Coach vs. Quarterback: Who Do You Blame?

Street Talk Coach vs. Quarterback: Who Do You Blame?

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With the first half of the regular season closed, I can’t help but look back at just how effective (or ineffective) offenses have been thus far. Aaron Rodgers is on pace to not only break 5,000 passing yards in a single season, vying to be only the third play caller to accomplish that mark, but with his win over the Vikings on Monday, Rodgers extended his single-season NFL record by notching his ninth consecutive game with a passer rating exceeding 110.0 (140.3). So far, Rodgers has an average for the 2011 season of 130.7, a full 9 points higher than Peyton Manning, the former record holder, posted in 2004. Cam Newton is on pace to beat the passing AND rushing yard records for a rookie QB. It truly has become the Year of the Quarterback.

But not every team has had such success. The Washington Redskins have swapped starters in the position twice already. Inconsistency from Joe Flacco, and odd play calling against sub-.500 teams, have analysts and fans alike questioning Offensive Coordinator Cam Cameron’s ability to perform functionally as of late. Broncos Head Coach John Fox came under fire just 2 weeks into the season for continuing to play ailing passer Kyle Orton instead of Tim Tebow. Donovan McNabb was replaced with Christian Ponder just a few games into the season.

With so much going on, several teams could be looking to make changes, but at what point do we stop looking at quarterbacks and start looking at coaches and coordinators?

The Cowboys, for instance, can look at the first half of the season as a prime example of poor QB play. Tony Romo, in two straight games, made poor choices that resulted in blown 4th quarter leads and losses. That is clearly on the hands of the Quarterback. Ravens Offensive Coordinator Cam Cameron can be linked to an upset loss to the Jacksonville Jaguars, as he insisted on calling each play on a critical 4th quarter drive instead of allowing Joe Flacco to call plays from a hurry-up offensive package, which cost the Ravens precious clock time, and ultimately a chance at winning.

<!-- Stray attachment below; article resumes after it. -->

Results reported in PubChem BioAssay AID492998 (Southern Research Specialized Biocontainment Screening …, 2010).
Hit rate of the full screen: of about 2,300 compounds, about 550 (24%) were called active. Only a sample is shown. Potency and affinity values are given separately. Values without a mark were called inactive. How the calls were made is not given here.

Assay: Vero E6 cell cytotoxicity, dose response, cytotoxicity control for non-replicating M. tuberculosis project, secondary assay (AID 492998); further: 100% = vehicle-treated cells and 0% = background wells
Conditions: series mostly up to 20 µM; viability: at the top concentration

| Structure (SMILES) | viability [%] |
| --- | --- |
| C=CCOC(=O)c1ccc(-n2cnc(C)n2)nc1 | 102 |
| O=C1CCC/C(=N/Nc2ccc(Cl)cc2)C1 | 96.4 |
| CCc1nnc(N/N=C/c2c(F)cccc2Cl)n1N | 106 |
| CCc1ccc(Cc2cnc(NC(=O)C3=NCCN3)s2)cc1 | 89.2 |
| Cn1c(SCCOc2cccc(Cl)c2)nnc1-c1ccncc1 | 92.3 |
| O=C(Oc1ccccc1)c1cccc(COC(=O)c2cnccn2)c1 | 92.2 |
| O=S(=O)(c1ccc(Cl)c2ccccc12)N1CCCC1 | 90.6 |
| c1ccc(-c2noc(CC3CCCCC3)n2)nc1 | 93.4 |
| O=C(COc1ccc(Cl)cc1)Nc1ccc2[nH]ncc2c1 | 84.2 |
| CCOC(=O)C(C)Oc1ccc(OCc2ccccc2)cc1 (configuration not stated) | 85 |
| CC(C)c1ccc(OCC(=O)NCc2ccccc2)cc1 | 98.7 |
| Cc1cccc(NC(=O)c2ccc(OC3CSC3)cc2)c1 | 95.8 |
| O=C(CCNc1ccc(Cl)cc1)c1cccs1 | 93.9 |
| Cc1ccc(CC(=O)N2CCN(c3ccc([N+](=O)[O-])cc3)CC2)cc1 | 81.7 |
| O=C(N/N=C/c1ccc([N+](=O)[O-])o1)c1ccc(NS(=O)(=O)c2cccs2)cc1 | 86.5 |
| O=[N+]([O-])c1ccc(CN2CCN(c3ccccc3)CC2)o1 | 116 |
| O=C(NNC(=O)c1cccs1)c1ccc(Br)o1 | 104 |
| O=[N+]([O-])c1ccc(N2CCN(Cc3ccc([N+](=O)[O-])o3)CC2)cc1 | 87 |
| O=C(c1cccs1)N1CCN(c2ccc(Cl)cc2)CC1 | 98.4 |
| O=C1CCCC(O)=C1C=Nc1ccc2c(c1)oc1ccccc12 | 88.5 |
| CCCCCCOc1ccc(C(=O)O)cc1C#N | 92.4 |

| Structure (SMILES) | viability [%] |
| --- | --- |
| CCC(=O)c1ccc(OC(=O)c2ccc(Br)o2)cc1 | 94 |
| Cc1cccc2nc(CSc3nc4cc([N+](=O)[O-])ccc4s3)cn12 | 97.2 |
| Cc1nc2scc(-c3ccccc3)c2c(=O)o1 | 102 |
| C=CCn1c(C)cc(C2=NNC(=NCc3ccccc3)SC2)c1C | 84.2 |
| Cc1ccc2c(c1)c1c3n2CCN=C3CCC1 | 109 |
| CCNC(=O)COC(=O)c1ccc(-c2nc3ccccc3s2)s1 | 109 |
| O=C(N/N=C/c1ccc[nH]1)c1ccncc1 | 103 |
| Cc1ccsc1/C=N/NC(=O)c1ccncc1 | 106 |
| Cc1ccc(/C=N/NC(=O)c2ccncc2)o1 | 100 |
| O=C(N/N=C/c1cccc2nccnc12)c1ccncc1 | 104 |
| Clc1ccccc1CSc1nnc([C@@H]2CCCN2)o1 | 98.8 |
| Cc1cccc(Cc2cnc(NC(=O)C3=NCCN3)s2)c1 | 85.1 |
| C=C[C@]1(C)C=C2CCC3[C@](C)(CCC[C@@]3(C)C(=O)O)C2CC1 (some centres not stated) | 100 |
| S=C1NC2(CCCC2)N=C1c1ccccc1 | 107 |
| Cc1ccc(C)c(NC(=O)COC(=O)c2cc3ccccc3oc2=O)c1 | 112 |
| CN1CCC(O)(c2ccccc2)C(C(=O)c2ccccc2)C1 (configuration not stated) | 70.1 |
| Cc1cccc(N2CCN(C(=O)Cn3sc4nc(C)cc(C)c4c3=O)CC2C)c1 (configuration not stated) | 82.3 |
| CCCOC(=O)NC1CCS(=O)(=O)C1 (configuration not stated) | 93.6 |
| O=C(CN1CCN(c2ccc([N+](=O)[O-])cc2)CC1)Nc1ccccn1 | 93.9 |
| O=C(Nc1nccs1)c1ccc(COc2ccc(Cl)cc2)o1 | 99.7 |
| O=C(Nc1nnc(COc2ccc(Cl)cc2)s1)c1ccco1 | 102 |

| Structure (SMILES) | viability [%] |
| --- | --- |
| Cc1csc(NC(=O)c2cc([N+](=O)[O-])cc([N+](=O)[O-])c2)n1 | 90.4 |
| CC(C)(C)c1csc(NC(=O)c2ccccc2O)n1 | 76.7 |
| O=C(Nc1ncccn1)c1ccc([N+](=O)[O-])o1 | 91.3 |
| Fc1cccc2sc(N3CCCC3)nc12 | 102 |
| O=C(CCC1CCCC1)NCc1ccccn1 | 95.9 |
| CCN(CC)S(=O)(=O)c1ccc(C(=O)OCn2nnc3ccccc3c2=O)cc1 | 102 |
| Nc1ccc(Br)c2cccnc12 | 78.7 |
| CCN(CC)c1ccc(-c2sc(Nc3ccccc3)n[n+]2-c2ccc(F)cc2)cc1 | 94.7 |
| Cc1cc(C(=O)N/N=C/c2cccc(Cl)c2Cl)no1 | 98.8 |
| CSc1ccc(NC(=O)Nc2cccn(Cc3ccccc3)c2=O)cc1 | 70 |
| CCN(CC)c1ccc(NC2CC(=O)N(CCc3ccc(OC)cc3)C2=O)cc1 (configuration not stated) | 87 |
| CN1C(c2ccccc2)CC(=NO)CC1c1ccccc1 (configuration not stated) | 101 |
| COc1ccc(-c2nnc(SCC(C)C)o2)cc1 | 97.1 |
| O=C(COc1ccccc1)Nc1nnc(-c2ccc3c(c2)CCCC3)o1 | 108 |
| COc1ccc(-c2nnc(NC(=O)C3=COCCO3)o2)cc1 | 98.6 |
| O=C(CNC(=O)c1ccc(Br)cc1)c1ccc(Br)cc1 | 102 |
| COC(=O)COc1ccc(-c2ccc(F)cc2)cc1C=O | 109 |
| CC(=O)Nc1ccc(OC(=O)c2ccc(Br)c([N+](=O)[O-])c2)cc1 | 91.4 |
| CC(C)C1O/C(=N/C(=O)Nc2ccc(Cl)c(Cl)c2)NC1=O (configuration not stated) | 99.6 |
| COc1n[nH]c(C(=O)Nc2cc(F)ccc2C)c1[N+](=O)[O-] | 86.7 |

This is a result of poor coaching.

While a lot of the mistakes players make can be directly linked to execution, sometimes coaching must take the blame. Mike Tomlin’s indecision on a 4th down during the week 9 rematch with the Ravens ultimately cost his team a chance at redemption. Is his job going to be in jeopardy because of that? Not a chance.

Could Ravens Offensive Coordinator Cam Cameron’s job in Baltimore be at risk? When star running back Ray Rice sees no more than 12 touches a game in the 3 loses the Ravens have this season, I think it might be. Chargers fans will tell you much of what Ravens fans are saying now: Cameron’s play calling is too predictable and lacks focus on the strengths of the playmakers on the field. Dolphins fans would be inclined to agree, seeing as how his only season as head coach in Miami resulted in a 1-15 season, with the lone win being ironically over the Ravens.

If anything is to be learned in the second half of the season, it could be this: The NFL may see a host of new faces coming up from the college ranks.

And I’m not just talking about players.

 

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